"If you're a bad guy, if you're a scout, you can direct traffic" from Top of the World, Lawson says. "As long as you've got a cell phone, and you've got a driver going up and down [the road] and he's got a cell phone, you've got the guide on the ground with a group and he's got a cell phone…" He trails off. "They can play us pretty good that way."
Lawson's gaze is fixed on Top of the World. He says that particular mountain has actually fallen out of favor among smugglers and scouts in recent years due to Border Patrol's counter-smuggling efforts, ever-shifting trafficking routes, and sheer economies of scale. But it's also because polleros here and elsewhere, especially in more urban milieus like Ambos Nogales, have less of a need to venture onto US soil in the first place when they can simply phone it in.
Of course Top of the World is not frequented by smugglers as it once was. Why cross the border if they don't need to?
"All these people were communicating via cell phone and it made our life a lot more difficult," Lawson admits. "How do you stop that? It's kind of hard to catch the bad guy when he's in Mexico sitting on a hill."
What is it like for polleros sitting on the hill? Do they feel safer from their vantage points, knowing they don't have to touch American soil?
We're standing in broad daylight in front of Kino Initiative, a cross-border migrant shelter in Nogales, Sonora, that is a stone's throw, literally, from la línea at the Ambos Nogales port of entry. It's 1 PM, right as the Border Patrol shift is changing on the US side.
Two punteros, or pointers, are posted atop of and directly beside one of the apartment buildings in a public housing complex set on a hill directly across the street from Kino. The one puntero is closer to the border wall than the other, who hangs back in the shade. They're both looking into the US, over highway traffic snarling through the port. The puntero closer to the wall is clearly on his phone. He makes horizontal sweeping motions with his free hand, as if to say "move! move!" to someone we cannot see crossing.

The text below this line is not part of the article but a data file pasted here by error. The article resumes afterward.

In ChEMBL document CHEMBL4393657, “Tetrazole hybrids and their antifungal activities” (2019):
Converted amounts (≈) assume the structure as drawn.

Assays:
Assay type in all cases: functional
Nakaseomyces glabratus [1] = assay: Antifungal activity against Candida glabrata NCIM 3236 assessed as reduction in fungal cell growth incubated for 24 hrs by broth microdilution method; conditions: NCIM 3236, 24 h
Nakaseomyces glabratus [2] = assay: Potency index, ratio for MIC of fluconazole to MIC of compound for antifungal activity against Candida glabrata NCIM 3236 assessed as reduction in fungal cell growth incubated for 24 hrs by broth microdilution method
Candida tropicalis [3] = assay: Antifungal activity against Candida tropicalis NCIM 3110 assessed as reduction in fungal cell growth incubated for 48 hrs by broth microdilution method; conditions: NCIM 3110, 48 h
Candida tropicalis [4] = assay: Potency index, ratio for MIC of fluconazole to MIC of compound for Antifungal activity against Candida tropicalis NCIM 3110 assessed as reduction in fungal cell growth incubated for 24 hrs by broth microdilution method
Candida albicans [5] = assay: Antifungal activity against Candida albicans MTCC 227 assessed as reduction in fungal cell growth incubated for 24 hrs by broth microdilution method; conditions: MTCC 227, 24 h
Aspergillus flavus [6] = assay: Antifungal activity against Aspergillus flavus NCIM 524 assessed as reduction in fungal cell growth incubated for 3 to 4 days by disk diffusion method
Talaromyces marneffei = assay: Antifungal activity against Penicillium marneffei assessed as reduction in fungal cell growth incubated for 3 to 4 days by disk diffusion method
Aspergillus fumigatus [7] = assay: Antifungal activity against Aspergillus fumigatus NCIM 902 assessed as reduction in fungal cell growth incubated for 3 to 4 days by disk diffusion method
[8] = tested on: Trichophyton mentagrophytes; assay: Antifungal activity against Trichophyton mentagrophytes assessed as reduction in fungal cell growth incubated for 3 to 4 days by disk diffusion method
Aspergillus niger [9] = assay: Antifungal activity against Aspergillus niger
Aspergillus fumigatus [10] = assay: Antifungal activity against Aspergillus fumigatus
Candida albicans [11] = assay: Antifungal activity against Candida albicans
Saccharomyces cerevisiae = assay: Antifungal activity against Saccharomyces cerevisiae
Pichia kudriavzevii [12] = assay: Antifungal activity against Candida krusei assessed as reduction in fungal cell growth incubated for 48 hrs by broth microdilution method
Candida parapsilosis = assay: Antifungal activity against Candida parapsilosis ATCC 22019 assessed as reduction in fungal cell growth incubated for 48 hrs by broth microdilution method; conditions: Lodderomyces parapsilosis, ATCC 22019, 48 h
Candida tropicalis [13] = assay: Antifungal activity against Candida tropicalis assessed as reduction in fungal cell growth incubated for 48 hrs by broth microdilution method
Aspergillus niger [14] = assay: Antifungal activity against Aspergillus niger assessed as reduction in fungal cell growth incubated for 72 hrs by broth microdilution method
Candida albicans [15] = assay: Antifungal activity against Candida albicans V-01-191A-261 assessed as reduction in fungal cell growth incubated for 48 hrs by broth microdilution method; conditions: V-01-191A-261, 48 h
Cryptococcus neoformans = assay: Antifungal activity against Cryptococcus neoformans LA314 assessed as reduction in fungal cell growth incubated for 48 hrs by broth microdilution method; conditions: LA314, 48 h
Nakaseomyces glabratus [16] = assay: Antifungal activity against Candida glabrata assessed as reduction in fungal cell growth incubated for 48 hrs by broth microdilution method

Both punteros are gone within 15 minutes. Before they disappear we see one of them staring down at us. No need for the binoculars he uses to scan el Norte while guiding pollos. We're that close. He sees us, we see him. He had put his phone away but pulls it back out, holding it to his ear.
Moments later, our fixer, Luis, draws our attention to a car passing in the street before us. The driver rolls slow, eyeing us. The puntero up above likely dispatched the driver to check us out, Luis explains, and the driver likely pinged the guy who we now see pop out from around a corner a half-block away to the south. This guy eyes us good too, before vanishing.
It's hard to shake the feeling you're under constant watch, that there's maybe always someone tailing you. The cartels have lookouts everywhere, especially in all-seeing fleets of halcones, the taxi drivers who double as scouts for the Sinaloa and Los Zetas, rival cartels that struck an agreement around 2010 to split the plaza in half. Everything east of the train tracks running through town is Zetas territory; to the west of the tracks it's Sinaloa turf.